Tire Balancing vs. Tire Alignment: What is the Difference?
Your tires are the connection between the road and your vehicle and are extremely important for your vehicle’s safety and fuel efficiency. Because your wheels are constantly being shifted as you make turns on the road, uneven wear and tear must be checked and corrected from time to time.
Financially, this might be a difficult decision for you, but it’s important to seek a qualified repair center such as Postle’s Tire Barn to provide a long-term plan for wheel alignment and balancing that will save you money down the road.
Why Both Balancing And Alignment Are Needed
Tires seem to be perfectly round and symmetrical when they are new, but they actually have minute imperfections in both shape and weight distribution. In many cases, the tread can be as much as one-eighth of an inch thicker on one side than the other. As tire treads wear down, this mass distribution imbalance can become even more pronounced. Tires are initially balanced when they are mounted on your vehicle, but periodic re-balancing is necessary.
Tire alignment is not the same thing as tire balancing. Tire alignment involves correcting the forward-facing position of the tires through mechanical settings on your vehicle. Your wheels normally point forward so that the front of the tires roll exactly in the direction you want to drive. Over time, your wheels can shift slightly to the right or left. This result might be a swaying sensation or a side-pull when driving. Periodic wheel alignment is necessary in order to prevent more severe damage to the vehicle and loss of control by the driver.
Wheels that are out of alignment can actually work against each other. This increases wear and tear on your tires, suspension, axle, or wheel mounts. It also decreases fuel mileage because more and more energy is being wasted through friction and heat buildup.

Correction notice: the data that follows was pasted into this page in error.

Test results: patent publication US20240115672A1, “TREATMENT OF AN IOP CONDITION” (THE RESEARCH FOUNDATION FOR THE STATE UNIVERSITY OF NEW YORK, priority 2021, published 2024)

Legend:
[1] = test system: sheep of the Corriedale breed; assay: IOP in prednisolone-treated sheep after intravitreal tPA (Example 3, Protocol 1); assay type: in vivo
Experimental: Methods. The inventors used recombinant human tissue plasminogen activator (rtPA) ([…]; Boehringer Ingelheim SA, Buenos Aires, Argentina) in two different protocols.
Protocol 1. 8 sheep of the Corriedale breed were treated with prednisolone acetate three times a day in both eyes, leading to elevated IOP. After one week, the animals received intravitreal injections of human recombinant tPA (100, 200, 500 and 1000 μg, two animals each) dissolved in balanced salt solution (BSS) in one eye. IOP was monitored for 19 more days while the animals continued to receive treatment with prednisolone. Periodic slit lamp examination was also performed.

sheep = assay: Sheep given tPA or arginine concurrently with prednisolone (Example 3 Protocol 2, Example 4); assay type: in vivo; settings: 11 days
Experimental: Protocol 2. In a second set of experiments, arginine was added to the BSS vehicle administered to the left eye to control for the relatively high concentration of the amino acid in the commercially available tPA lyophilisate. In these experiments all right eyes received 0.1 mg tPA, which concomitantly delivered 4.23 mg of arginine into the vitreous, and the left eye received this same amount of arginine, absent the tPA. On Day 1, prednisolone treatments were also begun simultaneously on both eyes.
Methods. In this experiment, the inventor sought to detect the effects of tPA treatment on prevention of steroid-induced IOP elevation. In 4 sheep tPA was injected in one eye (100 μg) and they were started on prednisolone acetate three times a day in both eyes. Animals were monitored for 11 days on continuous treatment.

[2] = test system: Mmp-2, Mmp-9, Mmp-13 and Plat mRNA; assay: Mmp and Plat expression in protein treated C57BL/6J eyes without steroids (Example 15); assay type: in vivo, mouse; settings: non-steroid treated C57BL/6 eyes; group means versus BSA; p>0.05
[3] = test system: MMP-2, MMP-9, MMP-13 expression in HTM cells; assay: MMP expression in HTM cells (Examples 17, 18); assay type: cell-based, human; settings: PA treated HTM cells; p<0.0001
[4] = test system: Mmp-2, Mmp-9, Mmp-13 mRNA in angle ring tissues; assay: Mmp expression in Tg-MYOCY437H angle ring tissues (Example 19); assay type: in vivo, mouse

Signs of misaligned tires might include tire vibration, pulling to the right or left uneven tire wear, and an off-center steering wheel. The latter refers to a steering wheel that is slightly turned to the side even when the car is rolling straight down the highway. Repair specialists look at three things when examining tire alignment. These are camber, caster, and toe. Camber refers to the wheel angle, and caster refers to the wheel pivot angle. Toe is the angle of the tires themselves in relation to the rest of the vehicle.
If any of these are out of alignment, alignment correction is needed. Proper alignment increases fuel mileage, reduces uneven tire wear, and improves the overall handling of the vehicle.
New tires have small metal weights attached to your wheel. (Even new tires and wheels from the manufacturer are seldom perfectly round and balanced without the use of wheel weights.)
These are placed by a tire technician at strategic locations to balance out any imperfections in the tire’s mass distribution. The tire is mounted on a spinning machine to check for vibration. The weights are moved along the perimeter of the wheel until the spin is smooth. As tires become worn down and the tread becomes uneven, the vehicle may begin to vibrate, especially at higher speeds.
This is the most common sign of tires in need of balancing. Balancing your tires is generally inexpensive and should be performed soon if one or more of the weights has moved or has fallen off, or if you notice a vibration in your tires as you are driving.
Proper maintenance of your vehicle’s tires and wheels ensures longer tire life and safer driving for you. Contact Postle’s Tire Barn if you have any questions concerning your car’s performance as it relates to your wheel alignment and tire balancing.
Postle Tire Barn is a family owned and operated tire and auto shop located in Tuscaloosa, AL. We’ve been serving the tire and automotive needs of the West Alabama area for more than 35 years. For more information, please email us at email@example.com.